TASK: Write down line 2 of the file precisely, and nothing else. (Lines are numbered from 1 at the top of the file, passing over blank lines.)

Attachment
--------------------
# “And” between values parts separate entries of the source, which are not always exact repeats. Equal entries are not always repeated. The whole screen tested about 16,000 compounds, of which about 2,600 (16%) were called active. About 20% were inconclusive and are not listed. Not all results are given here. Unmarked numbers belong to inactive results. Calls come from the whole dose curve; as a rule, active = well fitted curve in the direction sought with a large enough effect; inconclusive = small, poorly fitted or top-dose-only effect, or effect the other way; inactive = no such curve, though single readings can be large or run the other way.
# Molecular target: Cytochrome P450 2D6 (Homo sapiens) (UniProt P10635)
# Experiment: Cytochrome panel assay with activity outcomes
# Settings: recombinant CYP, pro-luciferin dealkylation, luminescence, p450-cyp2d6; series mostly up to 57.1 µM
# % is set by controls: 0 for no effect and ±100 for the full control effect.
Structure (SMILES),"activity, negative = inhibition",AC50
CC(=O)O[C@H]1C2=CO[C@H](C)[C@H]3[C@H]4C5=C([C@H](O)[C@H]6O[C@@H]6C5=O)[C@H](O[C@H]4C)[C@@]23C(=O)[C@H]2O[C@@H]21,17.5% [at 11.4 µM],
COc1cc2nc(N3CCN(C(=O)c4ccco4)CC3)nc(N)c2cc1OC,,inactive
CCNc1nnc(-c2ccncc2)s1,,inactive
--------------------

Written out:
# Molecular target: Cytochrome P450 2D6 (Homo sapiens) (UniProt P10635)